The server company began reviewing the social media platform’s algorithms and content moderation last week, according to Axios. The company agreed to partner with TikTok in June after Buzzfeed News revealed allegations that China-based employees could access U.S. user data, inspiring a new round of scrutiny from Congress.
The arrangement between Oracle and TikTok gives the server company “regular vetting and validation” of TikTok’s recommendations and moderation, according to a spokesperson. The company began the review process last week, although it is unclear when TikTok will finalize its transfer of U.S. data to Oracle servers.
The reviews will help Oracle “ensure that outcomes are in line with expectations and that the models have not been manipulated in any way,” the spokesperson said.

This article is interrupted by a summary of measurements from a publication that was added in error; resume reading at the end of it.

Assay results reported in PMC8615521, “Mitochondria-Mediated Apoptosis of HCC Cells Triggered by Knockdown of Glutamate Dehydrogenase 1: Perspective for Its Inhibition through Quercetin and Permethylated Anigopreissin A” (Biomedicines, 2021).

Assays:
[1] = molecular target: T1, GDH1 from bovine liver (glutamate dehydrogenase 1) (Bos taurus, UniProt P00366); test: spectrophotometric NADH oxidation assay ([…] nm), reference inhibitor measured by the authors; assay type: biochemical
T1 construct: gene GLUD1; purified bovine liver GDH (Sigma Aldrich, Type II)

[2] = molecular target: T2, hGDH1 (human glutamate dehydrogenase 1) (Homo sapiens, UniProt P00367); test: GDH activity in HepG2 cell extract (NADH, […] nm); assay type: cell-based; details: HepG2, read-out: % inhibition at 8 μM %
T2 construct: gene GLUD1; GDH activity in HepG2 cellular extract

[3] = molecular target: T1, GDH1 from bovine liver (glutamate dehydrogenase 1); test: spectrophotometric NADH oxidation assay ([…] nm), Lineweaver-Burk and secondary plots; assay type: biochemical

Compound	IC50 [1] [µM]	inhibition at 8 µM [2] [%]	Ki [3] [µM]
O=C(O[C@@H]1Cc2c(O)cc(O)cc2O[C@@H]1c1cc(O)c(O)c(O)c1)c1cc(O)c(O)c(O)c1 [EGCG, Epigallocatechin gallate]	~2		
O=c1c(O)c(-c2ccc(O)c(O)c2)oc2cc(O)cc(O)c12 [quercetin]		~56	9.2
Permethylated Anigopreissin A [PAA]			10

Lawmakers have scrutinized the security practices of TikTok and its parent company, ByteDance. Congress has sent several letters requesting action to ensure that China can not access U.S. users’ data. Nine senators requested that TikTok CEO Shou Zi Chew answer questions about the company’s data practices, while Sens. Mark Warner (D-VA) and Marco Rubio (R-FL) asked that the Federal Trade Commission initiate an investigation into TikTok’s data practices.
Reps. James Comer (R-KY) and Cathy McMorris Rodgers (R-WA) sent a letter to Chew asking him for additional details about employee access to data and the company’s potential compliance with China’s national intelligence.
Chew has sent at least one response to Congress confirming that Chinese employees did have access to U.S. data, albeit through several security filters and precautions.
The company has also adjusted its security practices by having its chief security officer step down on July 15.
However, evidence has continued to pile up that ByteDance has close ties to the Chinese government. The company helped promote pro-China content in a news aggregator that it operated in the late 2010s, according to former employees. A review of LinkedIn also found that several ByteDance employees had a history of working in Chinese state media.